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Publication numberUS3307590 A
Publication typeGrant
Publication dateMar 7, 1967
Filing dateOct 15, 1963
Priority dateOct 15, 1963
Publication numberUS 3307590 A, US 3307590A, US-A-3307590, US3307590 A, US3307590A
InventorsCharles R Carlson
Original AssigneeCharles R Carlson
Export CitationBiBTeX, EndNote, RefMan
External Links: USPTO, USPTO Assignment, Espacenet
Pipe insulation
US 3307590 A
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Description  (OCR text may contain errors)

March 7, 1967 c. R. CARLSON PI-PE INSULATION Filed Oct. 15, 1963 INVENTOR Charles R. Carlson United States Patent 3,307,590 PIPE INSULATION Charles R. Carlson, P.0. Box 61, Jamestown, NY. 14701 Filed Oct. 15, 1963, Ser. No. 316,362 4 Claims. (Cl. 138-149) This invention relates to pipe insulation and particularly to a method of forming pipe insulation in situ and to the resultant product. The use of split preforms of insulating material and of insulating wrappings on pipe is quite old and the desirability of insulating pipe against the surrounding atmosphere has long been recognized. The prior art practices have, however, been time consuming in application and have not provided the desirable continuity of protection against heat transfer as well as the needed protection of the insulant against physical damage. For example, split members of cellular asbestos or foamed insulants when applied to pipes require metal straps or bands at intervals to hold them in place yet every joint is potentially, if not actually, open from the pipe to the atmosphere. Additionally, the surfaces of such insulants are unprotected and readily subject to physical damage from accidental blows, abrasion and the like.

I provide a pipe insulation which overcomes these problems of the prior art. The insulation of my invention eliminates all breaks in the system and provides a surface resistant to physical damage. Preferably, the insulation of my invention comprises a spaced shell resistant to physical damage surrounding the pipe to be protected, means between the pipe and shell centering the shell about the pipe and a foamed insulant formed within the shell and adhering to the pipe, the shell and the centering means to form a unitary whole. Preferably, the shell is in two pieces of light weight metal such as aluminum and frictionally engaging one with the other to form a spaced member. The centering means are preferably preformed urethane blocks and the foam insulant is urethane foam formed by reacting urethane reaction mix within the placed shell.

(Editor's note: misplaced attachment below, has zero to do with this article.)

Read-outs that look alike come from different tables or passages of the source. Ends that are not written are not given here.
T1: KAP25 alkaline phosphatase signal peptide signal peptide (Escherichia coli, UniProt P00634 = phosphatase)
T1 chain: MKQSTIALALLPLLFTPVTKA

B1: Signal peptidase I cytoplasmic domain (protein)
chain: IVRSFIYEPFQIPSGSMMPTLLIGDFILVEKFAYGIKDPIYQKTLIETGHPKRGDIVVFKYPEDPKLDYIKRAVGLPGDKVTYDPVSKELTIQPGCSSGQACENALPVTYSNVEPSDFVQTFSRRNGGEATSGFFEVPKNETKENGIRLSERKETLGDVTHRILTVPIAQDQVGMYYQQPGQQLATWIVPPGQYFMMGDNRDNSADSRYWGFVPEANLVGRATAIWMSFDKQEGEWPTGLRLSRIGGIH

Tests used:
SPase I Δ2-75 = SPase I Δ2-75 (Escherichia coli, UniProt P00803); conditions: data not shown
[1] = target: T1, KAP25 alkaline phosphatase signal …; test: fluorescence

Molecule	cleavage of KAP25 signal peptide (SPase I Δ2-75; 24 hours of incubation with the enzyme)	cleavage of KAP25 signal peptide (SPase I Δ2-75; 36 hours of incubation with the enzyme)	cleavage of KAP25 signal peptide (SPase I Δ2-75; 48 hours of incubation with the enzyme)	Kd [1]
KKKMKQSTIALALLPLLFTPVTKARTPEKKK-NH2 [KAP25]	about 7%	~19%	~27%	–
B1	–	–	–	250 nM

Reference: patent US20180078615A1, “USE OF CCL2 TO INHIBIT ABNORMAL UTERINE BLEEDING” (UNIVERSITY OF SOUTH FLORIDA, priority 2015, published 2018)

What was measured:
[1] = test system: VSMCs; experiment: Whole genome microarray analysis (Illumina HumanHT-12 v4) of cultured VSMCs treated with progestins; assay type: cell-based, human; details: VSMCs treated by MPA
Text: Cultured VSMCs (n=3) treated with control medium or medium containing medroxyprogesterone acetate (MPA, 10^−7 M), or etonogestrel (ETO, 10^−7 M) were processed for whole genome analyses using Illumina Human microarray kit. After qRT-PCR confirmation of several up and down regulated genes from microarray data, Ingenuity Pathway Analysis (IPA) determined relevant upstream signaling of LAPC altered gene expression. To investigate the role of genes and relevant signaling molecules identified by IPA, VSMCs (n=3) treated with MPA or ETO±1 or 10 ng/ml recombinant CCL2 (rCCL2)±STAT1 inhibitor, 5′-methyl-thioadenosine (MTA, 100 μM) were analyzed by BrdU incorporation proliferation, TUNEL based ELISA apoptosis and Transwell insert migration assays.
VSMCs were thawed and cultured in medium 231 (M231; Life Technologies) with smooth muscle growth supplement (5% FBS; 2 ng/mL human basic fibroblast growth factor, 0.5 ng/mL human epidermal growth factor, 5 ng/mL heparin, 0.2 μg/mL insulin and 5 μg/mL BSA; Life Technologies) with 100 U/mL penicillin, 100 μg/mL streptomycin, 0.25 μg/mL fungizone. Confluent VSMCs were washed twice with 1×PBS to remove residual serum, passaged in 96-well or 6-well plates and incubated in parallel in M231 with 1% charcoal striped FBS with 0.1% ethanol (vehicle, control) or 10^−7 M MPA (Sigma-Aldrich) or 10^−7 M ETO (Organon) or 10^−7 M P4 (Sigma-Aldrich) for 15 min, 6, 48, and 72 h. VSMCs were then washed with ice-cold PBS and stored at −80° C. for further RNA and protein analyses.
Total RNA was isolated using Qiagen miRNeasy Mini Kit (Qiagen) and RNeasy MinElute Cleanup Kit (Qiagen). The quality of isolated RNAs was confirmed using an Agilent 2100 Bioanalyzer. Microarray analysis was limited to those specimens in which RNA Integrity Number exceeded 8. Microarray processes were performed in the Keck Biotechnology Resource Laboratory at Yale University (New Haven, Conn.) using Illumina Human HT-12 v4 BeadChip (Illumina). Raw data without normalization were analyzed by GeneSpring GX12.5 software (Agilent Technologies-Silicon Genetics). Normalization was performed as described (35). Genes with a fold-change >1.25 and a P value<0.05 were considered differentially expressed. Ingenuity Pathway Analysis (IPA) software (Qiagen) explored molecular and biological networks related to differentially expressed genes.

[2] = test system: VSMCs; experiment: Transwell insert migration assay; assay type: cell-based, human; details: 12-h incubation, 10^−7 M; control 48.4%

In the foregoing general description I have described certain problems of the prior art and certain advantages, objects and purposes of my invention. Other objects, advantages and purposes of this invention will become apparent from a consideration of the following description and the accompanying drawings in which FIGURE 1 is an isometric view of a preferred form of my invention applied to straight pipe; and

FIGURE 2 is an isometric view of a preferred form of my invention applied to a bend of pipe.

Referring to the drawings, I have illustrated in FIG- URE 1 a straight run of pipe to which is applied spaced strips of tape 11 having pressure sensitive adhesive on both sides. To the tape are attached spaced radial blocks 12 of foamed preformed urethane. A cylindrical shell made up of two half cylinders 13 and 14 of aluminum adapted to frictionally engage along their edges is placed over the spaced radial blocks 12. An opening 15 is provided in one ofsaid half cylinders. A urethane reaction mix is poured into the cylinder formed by the aluminum shells where it reacts to form foamed urethane 16 which attaches itself during the reaction to the inner walls of the aluminum shell, to the outer wall of the pipe 10 and to the urethane blocks. At the same time the urethane attaches itself to the next adjacent formed section of urethane to form a continuous insulating member over the entire pipe surface.

In FIGURE 2 I have illustrated a pipe elbow 20 with connecting pipes 21 and 22. Semi-circular members 23 of preformed foamed urethane are placed around the pipe section 21 and 22 by means of pressure sensitive tape 24a similar to the attachment of the blocks 12 of FIGURE 1. Around the members 23 are placed preformed aluminum shell segments 24 and 25 frictionally engaging each other to hold themselves in place. A urethane reaction mix is poured through an opening 26 in one of shells 24 or 25 to form a foamed urethane in situ which attaches itself to the pipe, the shell and the spacers to form a unitary insulant.

In the foregoing description and the accompanying drawing, I have illustrated and described a present preferred embodiment and practice of my invention. It will, however, be understood that this invention may be other-wise embodied within the scope of the following claims.

I claim:

1. A pipe insulation in the form of an integral unit comprising a thin shell of relatively tough abrasion resistant material spaced from the pipe to be protected, spaced insulating spacers of preformed foamed insulant between the pipe and shell holding the shell in position about the pipe to be protected and a foam insulant foamed between the pipe and shell filling the shell and self adhering to the shell and to the insulating spacers to form a continuous unitary mass.